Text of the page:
“The most exciting time for a kindergarten teacher is when a kid looks up and says, ‘Hey, I can read!’” This is my favorite line from a conversation between two educators at the daylong “Fostering Lifelong Learners” event held April 25 at the Cambridge (MA) Public Library. The speaker, Jim St. Claire, a 39-year veteran of the classroom, teaches at the Amigos School in Cambridge, a dual-language immersion program. His counterpart on the stage was Anne Mackay; with 13 years under her belt, she’s a lower school reading specialist at nearby Buckingham Browne & Nichols School. The two shared many insights to apply in working with babies and toddlers.
The day itself was structured to reflect the partnerships needed to give wee ones and their caregivers what they need to arrive at that “aha!” moment. It was organized by SLJ’s sister publication, The Horn Book, in collaboration with the Cambridge Public Library, and Reach Out and Read, a nonprofit that integrates early literacy training into pediatric examinations. The goal of the event, sponsored by Penguin, DK, Junior Library Guild, and Charlesbridge, was to foster early learning—be it in the library, the doctor’s office, at daycare, or at home.
Mackay, for her part, noted the need to build the ability to hear the sounds in words—calling that the “biggest predictor of reading later in life.” She also stressed teaching early print concepts, comprehension of plot, and the development of writing skills. “Encourage parents to get rid of markers,” she said. Instead, use chalk, on the blackboard or sidewalk, as it gives “a ton of feedback” and “really works fine motor skills.”
Technology, too, has its place. “Kids can get a sense of mastery if they know more than the teacher,” said St. Claire, “but we have to be aware of the kids who don’t have tech.” Mackay acknowledged that the digital age has changed many things, not all for the worse, adding, “there are lots of good apps.”
Meanwhile, we at SLJ were developing this special issue dedicated to early learning. I was excited to see so many of the themes of the Lifelong Learners event dovetail with what we were planning. From the essential tastiness of board books (“Built to Last,” p. 28) and the tactile pleasure of play at Brooklyn Public Library (“Read, Play, Grow,” p. 24) to the thoughtful development of apps at Sesame Workshop (“The Early Bird,” p. 18), may the ideas presented here inspire you toward achieving your own “aha” moment in your work with the youngest among us.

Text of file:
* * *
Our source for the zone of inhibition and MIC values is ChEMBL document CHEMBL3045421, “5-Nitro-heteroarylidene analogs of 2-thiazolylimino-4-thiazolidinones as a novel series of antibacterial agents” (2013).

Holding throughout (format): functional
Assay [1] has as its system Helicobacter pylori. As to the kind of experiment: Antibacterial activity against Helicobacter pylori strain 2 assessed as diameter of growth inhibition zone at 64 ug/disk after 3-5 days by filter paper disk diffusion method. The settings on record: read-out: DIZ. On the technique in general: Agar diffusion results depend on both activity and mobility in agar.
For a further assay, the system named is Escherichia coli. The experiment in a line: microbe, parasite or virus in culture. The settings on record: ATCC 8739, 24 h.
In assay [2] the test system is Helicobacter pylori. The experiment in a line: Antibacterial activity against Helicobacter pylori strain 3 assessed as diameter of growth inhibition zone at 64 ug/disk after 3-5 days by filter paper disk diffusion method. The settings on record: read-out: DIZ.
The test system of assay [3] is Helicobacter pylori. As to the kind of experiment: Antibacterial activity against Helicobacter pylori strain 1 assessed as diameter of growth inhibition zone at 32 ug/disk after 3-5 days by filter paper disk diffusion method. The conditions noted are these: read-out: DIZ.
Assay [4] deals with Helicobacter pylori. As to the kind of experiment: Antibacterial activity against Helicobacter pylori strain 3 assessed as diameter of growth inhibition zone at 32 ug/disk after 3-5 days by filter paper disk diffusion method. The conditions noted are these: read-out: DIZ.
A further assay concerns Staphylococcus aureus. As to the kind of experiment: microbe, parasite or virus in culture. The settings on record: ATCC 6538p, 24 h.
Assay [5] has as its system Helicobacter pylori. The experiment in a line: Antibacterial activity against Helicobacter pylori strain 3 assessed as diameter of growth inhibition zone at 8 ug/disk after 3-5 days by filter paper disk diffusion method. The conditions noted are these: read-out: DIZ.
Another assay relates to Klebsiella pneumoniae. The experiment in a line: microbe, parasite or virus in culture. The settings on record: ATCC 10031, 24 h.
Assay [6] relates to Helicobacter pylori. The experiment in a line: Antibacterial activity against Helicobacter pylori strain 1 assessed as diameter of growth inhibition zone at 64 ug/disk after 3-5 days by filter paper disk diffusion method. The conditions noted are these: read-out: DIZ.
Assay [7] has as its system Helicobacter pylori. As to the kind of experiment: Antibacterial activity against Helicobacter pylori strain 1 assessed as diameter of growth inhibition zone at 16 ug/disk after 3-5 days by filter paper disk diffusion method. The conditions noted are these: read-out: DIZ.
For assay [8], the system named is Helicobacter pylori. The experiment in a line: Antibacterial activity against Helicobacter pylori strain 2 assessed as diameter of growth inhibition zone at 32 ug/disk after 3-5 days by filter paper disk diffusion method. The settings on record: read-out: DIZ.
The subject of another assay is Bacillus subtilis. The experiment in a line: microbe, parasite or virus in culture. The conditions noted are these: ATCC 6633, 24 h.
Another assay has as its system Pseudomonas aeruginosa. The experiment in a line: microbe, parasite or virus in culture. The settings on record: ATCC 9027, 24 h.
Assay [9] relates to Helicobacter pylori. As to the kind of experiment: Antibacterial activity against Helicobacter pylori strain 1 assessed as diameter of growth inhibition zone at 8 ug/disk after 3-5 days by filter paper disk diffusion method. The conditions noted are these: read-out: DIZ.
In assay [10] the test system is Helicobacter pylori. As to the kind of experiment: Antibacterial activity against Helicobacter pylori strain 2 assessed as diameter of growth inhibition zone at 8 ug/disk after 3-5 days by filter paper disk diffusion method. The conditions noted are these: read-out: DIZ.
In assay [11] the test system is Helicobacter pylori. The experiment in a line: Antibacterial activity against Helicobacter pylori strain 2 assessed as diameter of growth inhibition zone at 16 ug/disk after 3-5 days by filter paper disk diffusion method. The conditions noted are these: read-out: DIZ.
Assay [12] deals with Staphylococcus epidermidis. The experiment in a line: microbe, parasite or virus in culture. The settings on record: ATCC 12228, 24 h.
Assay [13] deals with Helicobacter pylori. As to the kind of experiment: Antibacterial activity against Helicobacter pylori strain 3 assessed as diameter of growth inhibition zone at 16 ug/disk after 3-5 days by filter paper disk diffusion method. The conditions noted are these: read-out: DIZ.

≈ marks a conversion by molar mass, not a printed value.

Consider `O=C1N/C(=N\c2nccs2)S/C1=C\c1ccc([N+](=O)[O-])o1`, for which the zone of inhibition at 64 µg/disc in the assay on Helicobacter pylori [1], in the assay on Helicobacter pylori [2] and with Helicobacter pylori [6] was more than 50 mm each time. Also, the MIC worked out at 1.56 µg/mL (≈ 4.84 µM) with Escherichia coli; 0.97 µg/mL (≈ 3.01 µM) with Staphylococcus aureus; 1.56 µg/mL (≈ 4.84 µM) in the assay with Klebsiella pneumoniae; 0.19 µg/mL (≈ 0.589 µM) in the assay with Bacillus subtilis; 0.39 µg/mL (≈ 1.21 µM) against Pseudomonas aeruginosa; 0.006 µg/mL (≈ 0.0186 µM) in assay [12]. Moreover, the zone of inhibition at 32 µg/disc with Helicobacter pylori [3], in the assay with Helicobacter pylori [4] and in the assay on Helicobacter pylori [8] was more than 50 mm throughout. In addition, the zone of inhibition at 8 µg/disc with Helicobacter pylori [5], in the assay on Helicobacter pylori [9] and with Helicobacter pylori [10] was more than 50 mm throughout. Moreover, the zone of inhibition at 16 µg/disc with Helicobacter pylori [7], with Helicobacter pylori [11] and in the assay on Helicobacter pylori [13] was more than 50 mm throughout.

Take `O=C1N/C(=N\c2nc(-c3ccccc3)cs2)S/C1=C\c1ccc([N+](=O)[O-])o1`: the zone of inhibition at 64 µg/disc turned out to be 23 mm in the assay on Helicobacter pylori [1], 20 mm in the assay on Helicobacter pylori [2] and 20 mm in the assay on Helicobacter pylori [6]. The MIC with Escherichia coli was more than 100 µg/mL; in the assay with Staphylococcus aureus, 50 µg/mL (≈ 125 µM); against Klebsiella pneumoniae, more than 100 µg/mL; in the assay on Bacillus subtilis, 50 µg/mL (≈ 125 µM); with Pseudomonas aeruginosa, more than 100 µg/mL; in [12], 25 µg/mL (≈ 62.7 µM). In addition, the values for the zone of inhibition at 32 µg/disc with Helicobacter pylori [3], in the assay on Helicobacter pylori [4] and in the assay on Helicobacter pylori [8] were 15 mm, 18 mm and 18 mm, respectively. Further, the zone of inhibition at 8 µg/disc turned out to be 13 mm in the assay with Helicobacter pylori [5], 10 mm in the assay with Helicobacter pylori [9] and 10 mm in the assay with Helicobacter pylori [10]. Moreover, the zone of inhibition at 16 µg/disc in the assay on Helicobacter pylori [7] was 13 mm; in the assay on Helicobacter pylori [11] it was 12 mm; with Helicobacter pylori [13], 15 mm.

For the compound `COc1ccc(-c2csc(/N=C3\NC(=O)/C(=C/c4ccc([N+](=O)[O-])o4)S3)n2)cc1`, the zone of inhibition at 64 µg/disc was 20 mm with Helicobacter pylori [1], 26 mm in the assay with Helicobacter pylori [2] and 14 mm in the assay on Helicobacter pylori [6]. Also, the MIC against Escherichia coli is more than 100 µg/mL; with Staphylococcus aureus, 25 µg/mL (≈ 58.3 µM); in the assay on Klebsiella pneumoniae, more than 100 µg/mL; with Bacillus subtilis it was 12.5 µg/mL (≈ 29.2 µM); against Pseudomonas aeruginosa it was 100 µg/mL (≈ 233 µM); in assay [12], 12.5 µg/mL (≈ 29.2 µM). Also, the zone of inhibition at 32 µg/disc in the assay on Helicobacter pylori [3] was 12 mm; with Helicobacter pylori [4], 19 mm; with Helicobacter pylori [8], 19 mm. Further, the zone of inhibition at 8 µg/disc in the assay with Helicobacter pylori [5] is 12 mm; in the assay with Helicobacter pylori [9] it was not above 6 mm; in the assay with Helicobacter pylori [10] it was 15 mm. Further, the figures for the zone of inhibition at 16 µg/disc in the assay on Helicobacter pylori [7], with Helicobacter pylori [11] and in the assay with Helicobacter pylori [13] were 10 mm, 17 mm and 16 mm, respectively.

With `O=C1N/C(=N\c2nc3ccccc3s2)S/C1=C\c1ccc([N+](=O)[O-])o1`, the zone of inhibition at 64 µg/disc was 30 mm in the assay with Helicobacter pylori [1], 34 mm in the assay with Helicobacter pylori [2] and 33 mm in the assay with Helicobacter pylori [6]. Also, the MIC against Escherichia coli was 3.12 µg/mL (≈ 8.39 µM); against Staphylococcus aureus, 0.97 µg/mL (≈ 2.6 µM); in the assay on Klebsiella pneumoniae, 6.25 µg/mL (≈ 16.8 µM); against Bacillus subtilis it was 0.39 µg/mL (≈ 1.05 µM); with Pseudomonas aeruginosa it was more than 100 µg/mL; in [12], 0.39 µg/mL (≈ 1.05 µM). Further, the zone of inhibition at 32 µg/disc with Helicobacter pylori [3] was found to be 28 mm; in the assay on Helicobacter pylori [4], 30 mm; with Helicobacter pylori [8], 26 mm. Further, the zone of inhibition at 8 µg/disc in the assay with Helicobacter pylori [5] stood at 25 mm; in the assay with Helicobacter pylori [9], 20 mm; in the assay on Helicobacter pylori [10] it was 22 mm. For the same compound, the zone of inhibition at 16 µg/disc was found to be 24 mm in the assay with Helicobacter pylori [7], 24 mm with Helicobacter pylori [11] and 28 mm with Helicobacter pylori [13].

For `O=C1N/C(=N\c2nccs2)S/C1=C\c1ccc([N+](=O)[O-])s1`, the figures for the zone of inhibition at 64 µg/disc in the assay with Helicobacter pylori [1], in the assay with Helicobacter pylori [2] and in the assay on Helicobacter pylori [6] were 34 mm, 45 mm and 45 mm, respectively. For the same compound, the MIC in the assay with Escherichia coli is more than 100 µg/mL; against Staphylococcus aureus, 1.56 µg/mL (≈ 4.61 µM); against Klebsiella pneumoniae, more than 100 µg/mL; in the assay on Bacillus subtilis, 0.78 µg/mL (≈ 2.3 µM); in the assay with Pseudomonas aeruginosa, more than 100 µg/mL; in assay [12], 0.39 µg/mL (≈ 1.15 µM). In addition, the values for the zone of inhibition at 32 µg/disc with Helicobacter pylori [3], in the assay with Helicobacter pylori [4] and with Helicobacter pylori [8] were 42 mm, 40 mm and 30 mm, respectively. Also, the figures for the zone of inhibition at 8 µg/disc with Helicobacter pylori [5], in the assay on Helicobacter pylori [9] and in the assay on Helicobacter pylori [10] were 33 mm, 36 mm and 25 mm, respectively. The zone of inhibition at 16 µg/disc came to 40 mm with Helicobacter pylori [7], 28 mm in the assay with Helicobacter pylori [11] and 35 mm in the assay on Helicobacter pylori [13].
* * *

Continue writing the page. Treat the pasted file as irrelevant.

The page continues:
SLJ’s new look
Print readers will see a few changes in the magazine this month. They derived, in part, from our migration to the K4 cross-media publishing platform and WordPress content management system. This issue was produced via K4, which will enable us to be more nimble across print, e-newsletters, and the Web.
A migration like this inspires an evaluation of what we do, where, and why. For SLJ, it meant a reconsideration of aspects of the all-important reviews section. A small fix: book titles are enhanced to be more readable. A pragmatic but difficult decision: we will no longer produce the review index, which had appeared in each issue. We recognize the value of this index, especially to researchers, but now offer the BookVerdict database of reviews to subscribers as an alternate way to find SLJ reviews. A vast improvement: fiction and nonfiction now have their own sections, with more specific grade-level groupings.
Faced with creating new templates, our creative director, Mark Tuchman, seized the opportunity to update the look and feel of the magazine with new colors and tweaks to the layouts of everything from the contributors’ page to the stars page. We hope you approve.
Rebecca T. Miller